ATF officials didn’t intend to publicly disclose their own role in letting Mexican cartels obtain the weapons, but emails show they discussed using the sales, including sales encouraged by ATF, to justify a new gun regulation called “Demand Letter 3”. That would require some U.S. gun shops to report the sale of multiple rifles or “long guns.” Demand Letter 3 was so named because it would be the third ATF program demanding gun dealers report tracing information.
On July 14, 2010 after ATF headquarters in Washington D.C. received an update on Fast and Furious, ATF Field Ops Assistant Director Mark Chait emailed Bill Newell, ATF’s Phoenix Special Agent in Charge of Fast and Furious:
“Bill – can you see if these guns were all purchased from the same (licensed gun dealer) and at one time. We are looking at anecdotal cases to support a demand letter on long gun multiple sales. Thanks.”
On Jan. 4, 2011, as ATF prepared a press conference to announce arrests in Fast and Furious, Newell saw it as “(A)nother time to address Multiple Sale on Long Guns issue.” And a day after the press conference, Chait emailed Newell: “Bill–well done yesterday… (I)n light of our request for Demand letter 3, this case could be a strong supporting factor if we can determine how many multiple sales of long guns occurred during the course of this case.”
Now, the fact that the ATF would try to use a program where it was creating its own straw sales (under circumstances where ATF agents were assuring gun dealers that the sales were completely legal) in order to justify increased regulation is more than a little disturbing, but it’s a far cry from what’s reported here to the assertion that the program was designed for the purpose of manufacturing facts that would make the political case for gun control. That’s not what the incident’s reported here demonstrate at all. The July 2010 email occurred after the program was well underway, and the January 2011 incident occurred after Brian Terry had died and when the entire operation was already beginning to fall apart. At most this tells us the ATF was trying to make the best of a bad operation, more likely it’s another demonstration of how blunder-headed the people who designed the operation actually were. What it isn’t, though, is proof of a conspiracy that supposedly started in 2009.
There’s an old saying that one should never attribute to malice that which is adequately explained by stupidity. It’s known as Hanlon’s Razor, although it had apparently been stated by many authors long before the person who is given credit for its is said to have uttered it. Whatever its origins, though, it is always something worth keeping in mind in these situations. Especially when one is dealing with government, there is always a temptation by partisans to see conspiracy where it doesn’t really exist when the truth is that the situation that they complain of can be explained far more easily by incompetence, bad decision making, and bad crisis management. It’s far easier to believe, for example, that a combination of bureaucratic inertia and inter-agency turf wars caused law enforcement and intelligence officials in 2000 an 2001 to miss the warning signs of the September 11 attacks than it is to believe that American political officials either knew the attacks were going to come and let them happen or were actually involved in planning the attacks themselves. Similarly, it is far easier to believe that ATF officials and agents put together a badly designed and badly executed “sting” operation than that the White House and the Attorney General came into office and immediately began concocting a massive conspiracy to make it possible for them to pass increased gun regulations. Unless there’s clear evidence supporting a conspiracy theory, and in this case as in nearly all the others, there simply isn’t it’s best to assume that what you’re seeing is an example of government incompetence. It is, after all, quite a common phenomenon.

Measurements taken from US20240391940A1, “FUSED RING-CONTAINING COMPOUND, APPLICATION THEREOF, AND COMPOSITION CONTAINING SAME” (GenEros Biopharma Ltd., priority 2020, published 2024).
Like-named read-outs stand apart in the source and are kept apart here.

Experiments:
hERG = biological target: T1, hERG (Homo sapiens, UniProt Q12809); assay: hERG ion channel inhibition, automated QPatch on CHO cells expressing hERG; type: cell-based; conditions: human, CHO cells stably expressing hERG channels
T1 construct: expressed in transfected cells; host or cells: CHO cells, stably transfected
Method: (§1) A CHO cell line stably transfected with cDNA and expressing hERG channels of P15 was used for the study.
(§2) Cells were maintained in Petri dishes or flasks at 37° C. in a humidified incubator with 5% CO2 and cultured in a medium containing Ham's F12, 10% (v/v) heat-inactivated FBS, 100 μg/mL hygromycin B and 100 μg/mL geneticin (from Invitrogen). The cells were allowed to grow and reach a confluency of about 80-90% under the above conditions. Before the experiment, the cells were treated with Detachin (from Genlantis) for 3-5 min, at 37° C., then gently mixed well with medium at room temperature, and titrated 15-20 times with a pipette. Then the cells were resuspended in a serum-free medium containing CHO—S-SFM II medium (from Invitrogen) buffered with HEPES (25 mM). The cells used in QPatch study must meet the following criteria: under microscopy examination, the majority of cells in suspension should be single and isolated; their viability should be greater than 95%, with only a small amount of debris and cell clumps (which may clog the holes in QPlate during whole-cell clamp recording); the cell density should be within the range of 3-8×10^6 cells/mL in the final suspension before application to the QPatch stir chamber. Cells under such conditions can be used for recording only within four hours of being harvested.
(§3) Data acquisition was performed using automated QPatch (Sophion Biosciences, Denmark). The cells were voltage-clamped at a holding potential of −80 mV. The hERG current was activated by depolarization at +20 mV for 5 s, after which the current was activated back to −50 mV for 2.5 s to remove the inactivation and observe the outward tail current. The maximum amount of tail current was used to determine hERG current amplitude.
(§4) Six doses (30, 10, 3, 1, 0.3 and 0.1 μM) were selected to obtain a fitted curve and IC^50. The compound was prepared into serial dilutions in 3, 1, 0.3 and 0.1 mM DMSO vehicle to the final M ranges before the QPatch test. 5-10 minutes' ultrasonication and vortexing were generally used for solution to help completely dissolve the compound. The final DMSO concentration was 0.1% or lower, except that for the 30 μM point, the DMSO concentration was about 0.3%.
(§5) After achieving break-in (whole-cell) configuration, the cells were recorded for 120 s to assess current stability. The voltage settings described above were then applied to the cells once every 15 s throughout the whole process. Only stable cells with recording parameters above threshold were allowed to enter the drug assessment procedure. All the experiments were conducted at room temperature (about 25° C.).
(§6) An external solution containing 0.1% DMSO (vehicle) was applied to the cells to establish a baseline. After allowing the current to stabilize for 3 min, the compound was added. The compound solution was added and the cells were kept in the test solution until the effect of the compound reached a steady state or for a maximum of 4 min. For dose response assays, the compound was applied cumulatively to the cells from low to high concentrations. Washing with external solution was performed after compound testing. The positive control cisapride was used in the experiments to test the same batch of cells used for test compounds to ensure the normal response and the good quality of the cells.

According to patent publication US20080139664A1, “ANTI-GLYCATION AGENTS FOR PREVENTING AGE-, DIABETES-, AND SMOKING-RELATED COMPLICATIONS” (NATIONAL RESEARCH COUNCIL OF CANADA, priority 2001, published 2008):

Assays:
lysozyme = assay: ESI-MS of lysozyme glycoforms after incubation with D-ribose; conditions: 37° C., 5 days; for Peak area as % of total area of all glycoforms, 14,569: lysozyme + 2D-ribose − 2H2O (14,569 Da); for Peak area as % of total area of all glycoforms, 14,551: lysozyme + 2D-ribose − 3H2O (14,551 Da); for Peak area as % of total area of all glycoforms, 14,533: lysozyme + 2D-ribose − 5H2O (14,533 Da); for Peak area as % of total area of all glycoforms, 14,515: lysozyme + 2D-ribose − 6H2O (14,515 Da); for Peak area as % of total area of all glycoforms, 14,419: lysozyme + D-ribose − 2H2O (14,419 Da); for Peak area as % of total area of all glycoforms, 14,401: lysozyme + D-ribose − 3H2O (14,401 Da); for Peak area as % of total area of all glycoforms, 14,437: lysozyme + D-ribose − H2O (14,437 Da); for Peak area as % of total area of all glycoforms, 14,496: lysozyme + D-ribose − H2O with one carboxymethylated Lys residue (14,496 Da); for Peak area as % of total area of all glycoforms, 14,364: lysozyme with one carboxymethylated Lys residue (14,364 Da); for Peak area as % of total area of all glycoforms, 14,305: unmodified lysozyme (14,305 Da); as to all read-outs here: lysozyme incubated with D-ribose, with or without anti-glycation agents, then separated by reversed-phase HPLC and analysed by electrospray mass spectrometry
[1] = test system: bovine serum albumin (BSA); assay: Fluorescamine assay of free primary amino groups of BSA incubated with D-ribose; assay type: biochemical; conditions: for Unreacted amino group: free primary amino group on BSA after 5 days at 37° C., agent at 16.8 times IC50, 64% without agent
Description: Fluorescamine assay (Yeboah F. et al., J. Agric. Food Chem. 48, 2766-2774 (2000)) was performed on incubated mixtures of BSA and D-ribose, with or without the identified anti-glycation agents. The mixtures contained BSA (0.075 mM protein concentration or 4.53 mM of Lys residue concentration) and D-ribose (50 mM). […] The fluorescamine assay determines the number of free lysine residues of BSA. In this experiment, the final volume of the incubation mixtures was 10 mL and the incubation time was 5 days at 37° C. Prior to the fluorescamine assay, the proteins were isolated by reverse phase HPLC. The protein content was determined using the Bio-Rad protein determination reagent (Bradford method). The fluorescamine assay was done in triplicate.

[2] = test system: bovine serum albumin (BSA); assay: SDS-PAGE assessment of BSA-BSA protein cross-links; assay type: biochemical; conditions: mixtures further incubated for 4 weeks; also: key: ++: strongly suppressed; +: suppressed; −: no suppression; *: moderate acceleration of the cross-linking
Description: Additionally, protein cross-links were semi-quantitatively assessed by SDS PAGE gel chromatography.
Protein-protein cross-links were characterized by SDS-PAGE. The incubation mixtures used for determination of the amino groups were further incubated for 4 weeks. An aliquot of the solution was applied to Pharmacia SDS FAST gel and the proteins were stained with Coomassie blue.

None of this means, of course, that Fast and Furious should not be thoroughly investigated. Both because of the deaths of two American agents and the impact the Fast & Furious weapons have had inside our neighbor Mexico, Congress has a right and indeed a duty to find out what went on here. If there is evidence that crimes were committed either in execution of the operation or in the aftermath when people likely went into CYA mode, then those matter should be turned over to law enforcement and prosecuted if that is appropriate. There’s no need, however, to jump to conclusions about conspiracies when there simply isn’t evidence to support the same. Such an attitude detracts from the goal of finding out what went on here, and tends to discredit the people who are concerned with getting to the bottom of the story even if they don’t believe that what they’ll find is the “smoking gun” memo some on the right seem to be convinced exists somewhere.
H/T: David Frum